I have spent a lot more time lately looking into how the voice is completely and utterly affected by the performer’s charisma and stage presence. I have wanting to write about this lately as there seems to be a cultural shift away from the ‘charismatic’ singer to the apologetic one.
By apologetic, I’m referring to the desire to come across as modest or reserved when singing so that the audience is kinder. This is normally a result of stage fright. It is important to remember that you can have integrity, stage presence and charisma without seeming too arrogant – although I personally believe that singing does take a degree of desire to ‘show off’.
The video that inspired me
I was inspired by this video from youtuber and singer Janet Tabaka (channel here). I will be writing this article around her two concepts of overcoming stage fright and creating stage presence – I will, as usual, add my own insights as well 🙂
If you watch some of Janet’s other videos, you will note that she definitely practices what she preaches – the commitment and integrity in her performances are truly something to behold. The approach is simple and true to the art of singing – ‘meaning’ and ‘seeing’. I don’t want to spoil the contents yet so please watch! She’s definitely someone worth following and subscribing to.
I then got thinking about ‘stage presence’ and why it is hugely important as a singer. Beyond this, the singer should develop a natural charisma – an unapologetic one. Two videos come to mind from two incredible tenors of the past. I strongly urge you all to watch (at least) the first minute of each video (the Lorenz video from 3:10 when he arrives at the rehearsal):
Despite the fact that Bjorling was often a nervous wreck, as well as the Melchior clip being staged, you will note that the ‘culture’ behind singing during this period is very unapologetic. Lorenz strides into the room, says “Morgen” (“good morning”) to everyone there. The charisma is utterly unmatched.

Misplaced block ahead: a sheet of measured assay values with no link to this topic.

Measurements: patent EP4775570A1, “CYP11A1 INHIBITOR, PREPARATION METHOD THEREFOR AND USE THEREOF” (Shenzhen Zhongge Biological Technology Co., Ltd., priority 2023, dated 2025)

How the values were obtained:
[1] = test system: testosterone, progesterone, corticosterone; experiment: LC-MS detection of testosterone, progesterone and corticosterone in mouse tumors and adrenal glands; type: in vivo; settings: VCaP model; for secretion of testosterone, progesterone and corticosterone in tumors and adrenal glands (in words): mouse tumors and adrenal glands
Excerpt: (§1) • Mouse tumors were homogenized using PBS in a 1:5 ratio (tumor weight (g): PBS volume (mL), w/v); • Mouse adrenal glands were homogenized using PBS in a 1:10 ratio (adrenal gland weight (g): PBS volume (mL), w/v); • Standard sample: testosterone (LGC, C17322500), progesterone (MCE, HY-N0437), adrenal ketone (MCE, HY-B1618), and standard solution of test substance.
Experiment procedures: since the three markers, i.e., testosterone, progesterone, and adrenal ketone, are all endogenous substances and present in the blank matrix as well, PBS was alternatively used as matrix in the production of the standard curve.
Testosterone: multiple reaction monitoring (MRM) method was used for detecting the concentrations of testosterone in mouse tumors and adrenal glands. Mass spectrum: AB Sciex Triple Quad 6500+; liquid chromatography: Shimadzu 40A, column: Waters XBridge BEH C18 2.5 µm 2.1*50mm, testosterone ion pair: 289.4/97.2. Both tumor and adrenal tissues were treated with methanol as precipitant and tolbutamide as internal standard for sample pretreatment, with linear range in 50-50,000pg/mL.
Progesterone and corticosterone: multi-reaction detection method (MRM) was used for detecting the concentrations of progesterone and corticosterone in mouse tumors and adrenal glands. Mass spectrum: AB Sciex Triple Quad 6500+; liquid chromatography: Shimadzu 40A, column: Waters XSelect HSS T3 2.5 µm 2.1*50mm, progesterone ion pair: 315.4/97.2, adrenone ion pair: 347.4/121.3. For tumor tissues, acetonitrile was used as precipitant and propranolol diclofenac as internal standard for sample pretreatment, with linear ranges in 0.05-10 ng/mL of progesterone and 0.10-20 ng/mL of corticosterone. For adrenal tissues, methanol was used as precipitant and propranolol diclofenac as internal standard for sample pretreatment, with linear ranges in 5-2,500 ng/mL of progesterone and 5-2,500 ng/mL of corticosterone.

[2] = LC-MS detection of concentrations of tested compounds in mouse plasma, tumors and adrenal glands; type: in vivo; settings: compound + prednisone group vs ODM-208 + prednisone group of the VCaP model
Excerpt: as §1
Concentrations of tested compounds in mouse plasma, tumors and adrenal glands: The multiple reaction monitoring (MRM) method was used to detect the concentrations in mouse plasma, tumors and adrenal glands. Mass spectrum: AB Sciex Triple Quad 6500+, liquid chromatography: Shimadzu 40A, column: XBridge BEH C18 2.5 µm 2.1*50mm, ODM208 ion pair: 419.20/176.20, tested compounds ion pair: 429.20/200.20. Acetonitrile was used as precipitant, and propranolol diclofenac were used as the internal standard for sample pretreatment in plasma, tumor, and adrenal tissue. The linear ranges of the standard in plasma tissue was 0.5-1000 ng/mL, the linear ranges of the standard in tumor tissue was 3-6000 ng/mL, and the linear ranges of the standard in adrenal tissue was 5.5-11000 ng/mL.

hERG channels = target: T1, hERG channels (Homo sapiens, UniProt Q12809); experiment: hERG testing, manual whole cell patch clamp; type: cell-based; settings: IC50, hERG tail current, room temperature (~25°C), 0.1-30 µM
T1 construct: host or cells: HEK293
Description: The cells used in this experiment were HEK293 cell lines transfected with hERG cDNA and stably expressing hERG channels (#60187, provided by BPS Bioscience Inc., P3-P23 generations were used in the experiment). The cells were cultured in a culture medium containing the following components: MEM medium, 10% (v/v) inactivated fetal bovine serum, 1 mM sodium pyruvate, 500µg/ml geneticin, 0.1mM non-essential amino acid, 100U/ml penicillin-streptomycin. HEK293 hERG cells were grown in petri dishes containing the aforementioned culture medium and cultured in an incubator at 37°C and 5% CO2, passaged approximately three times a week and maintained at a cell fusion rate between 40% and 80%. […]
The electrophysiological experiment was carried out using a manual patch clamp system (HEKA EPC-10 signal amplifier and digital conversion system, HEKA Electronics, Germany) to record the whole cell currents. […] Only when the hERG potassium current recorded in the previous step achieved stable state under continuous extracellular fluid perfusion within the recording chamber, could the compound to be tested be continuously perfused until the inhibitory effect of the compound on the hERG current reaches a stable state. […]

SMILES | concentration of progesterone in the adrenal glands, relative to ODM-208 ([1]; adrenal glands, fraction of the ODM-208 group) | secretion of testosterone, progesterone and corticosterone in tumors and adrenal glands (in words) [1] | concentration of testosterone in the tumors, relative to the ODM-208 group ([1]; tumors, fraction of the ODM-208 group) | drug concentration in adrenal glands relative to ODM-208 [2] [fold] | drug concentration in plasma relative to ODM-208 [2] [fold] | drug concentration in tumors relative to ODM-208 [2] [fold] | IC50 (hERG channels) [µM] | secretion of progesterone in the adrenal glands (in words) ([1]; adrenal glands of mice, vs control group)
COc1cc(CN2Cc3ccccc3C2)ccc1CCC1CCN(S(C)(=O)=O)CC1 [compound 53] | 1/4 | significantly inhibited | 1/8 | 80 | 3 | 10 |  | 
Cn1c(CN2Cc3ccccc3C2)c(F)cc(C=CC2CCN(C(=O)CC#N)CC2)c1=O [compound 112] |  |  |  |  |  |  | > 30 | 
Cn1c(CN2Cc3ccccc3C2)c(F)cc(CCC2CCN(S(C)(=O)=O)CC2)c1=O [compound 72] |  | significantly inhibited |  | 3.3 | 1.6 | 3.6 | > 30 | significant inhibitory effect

As for modern singers, I think the expectation is that this charisma is present – otherwise it would be impossible for them to get through 2-3 hour long shows where they are the name of the act.
I hope you’ve watched Janet’s video by now! If not, please do! Because if we take her two tools: ‘know the meaning’ and ‘seeing the person’ are things that I will now discuss. In each of the videos of the tenors, the men establish a connection to the pieces: Bjorling, of course, is singing in his mother tongue. Melchior is playing a character. Lorenz is also singing in his mother tongue and established an identity very early in his career as the ‘heroic’ tenor – so he more or less ‘parks and barks’ but with true gusto and love for the art. Each of the singers also address their piece to something or someone – Bjorling to the camera, Lauritz to Jane Powell’s character, and Lorenz to the ‘room’. Without asking them, it will be impossible to know if they were imaging ‘someone’ who they were singing to, but you can observe that each singer has a ‘direction’ and ‘purpose’.
Singers should strive to emulate this charisma a little more in the modern world – not only opera singers but singers from all backgrounds. It affects both the psychology and body of the singer. Michael Trimble in his book refers to posture as involving an outward facing sternum along with a lengthened spine (tucking the pelvis in) and shoulders down and slightly back. Any kind of hunch or ‘mother Theresa’ position will suppress the sound. I should also note that Trimble was influenced by Tetrazzini and Caruso’s book (among many other more contemporary opera singers), so there does appear to be an agreement that great singing does require an element of stoicism in the posture.
Fight or Flight and its affect on posture and charisma:
If the singer is frightened, the fight or flight mechanism will kick in. Remember that there are two nervous systems, sympathetic (fight or flight) and asympathetic (digestion) (Richard Drake, 2004). More often than not, singers who are newer or who are easily defeated by stage fright, will go into ‘flight’ mode, which involves making the body seem smaller to hide from predators (aka the audience or the casting director). There are plenty of well known singers who have been smitten by stage fright – Enrico Caruso, Katey Perry (see her documentary), Celine Dion, Luciano Pavarotti, Jussi Bjorling etc. When you seen these singers on stage, however, their posture and gusto represents ‘fight’ mode, not ‘flight’ mode. In the case of Kirsten Flagstad, who is a special case, she said that she was ‘so relaxed before a performance that I am yawning.’ Maybe Flagstad had mastered the art of moving beyond her fight/flight mechanism.